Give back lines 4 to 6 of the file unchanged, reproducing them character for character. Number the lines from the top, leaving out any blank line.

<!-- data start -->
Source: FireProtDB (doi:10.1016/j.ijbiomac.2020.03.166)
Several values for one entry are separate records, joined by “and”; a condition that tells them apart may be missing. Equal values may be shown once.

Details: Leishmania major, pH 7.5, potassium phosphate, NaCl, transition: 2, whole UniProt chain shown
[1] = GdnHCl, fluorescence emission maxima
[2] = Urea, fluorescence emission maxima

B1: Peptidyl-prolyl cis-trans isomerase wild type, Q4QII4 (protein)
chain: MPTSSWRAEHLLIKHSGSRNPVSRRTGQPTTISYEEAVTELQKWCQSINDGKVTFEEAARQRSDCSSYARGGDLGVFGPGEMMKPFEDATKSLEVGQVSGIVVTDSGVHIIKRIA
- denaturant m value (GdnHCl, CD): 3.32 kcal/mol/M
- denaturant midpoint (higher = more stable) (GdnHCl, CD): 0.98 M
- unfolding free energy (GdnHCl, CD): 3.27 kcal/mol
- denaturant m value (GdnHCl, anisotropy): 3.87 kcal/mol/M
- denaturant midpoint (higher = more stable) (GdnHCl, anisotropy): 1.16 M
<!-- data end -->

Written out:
[1] = GdnHCl, fluorescence emission maxima
[2] = Urea, fluorescence emission maxima

B1: Peptidyl-prolyl cis-trans isomerase wild type, Q4QII4 (protein)